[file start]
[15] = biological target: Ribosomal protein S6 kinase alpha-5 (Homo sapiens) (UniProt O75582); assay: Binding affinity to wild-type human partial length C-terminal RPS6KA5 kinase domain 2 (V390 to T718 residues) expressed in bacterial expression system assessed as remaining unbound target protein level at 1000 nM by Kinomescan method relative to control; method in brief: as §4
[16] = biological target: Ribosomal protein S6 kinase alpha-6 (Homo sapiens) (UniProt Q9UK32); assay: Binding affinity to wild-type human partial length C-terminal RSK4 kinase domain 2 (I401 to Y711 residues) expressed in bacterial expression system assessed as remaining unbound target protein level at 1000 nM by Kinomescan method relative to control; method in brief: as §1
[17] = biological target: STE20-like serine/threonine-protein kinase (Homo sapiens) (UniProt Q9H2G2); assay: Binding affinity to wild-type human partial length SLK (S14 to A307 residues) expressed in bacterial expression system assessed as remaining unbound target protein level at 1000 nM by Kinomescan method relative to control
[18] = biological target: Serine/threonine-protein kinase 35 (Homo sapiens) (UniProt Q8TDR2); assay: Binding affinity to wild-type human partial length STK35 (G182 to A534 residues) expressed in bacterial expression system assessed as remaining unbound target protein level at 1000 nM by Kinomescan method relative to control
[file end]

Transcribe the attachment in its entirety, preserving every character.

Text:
[15] = biological target: Ribosomal protein S6 kinase alpha-5 (Homo sapiens) (UniProt O75582); assay: Binding affinity to wild-type human partial length C-terminal RPS6KA5 kinase domain 2 (V390 to T718 residues) expressed in bacterial expression system assessed as remaining unbound target protein level at 1000 nM by Kinomescan method relative to control; method in brief: as §4
[16] = biological target: Ribosomal protein S6 kinase alpha-6 (Homo sapiens) (UniProt Q9UK32); assay: Binding affinity to wild-type human partial length C-terminal RSK4 kinase domain 2 (I401 to Y711 residues) expressed in bacterial expression system assessed as remaining unbound target protein level at 1000 nM by Kinomescan method relative to control; method in brief: as §1
[17] = biological target: STE20-like serine/threonine-protein kinase (Homo sapiens) (UniProt Q9H2G2); assay: Binding affinity to wild-type human partial length SLK (S14 to A307 residues) expressed in bacterial expression system assessed as remaining unbound target protein level at 1000 nM by Kinomescan method relative to control
[18] = biological target: Serine/threonine-protein kinase 35 (Homo sapiens) (UniProt Q8TDR2); assay: Binding affinity to wild-type human partial length STK35 (G182 to A534 residues) expressed in bacterial expression system assessed as remaining unbound target protein level at 1000 nM by Kinomescan method relative to control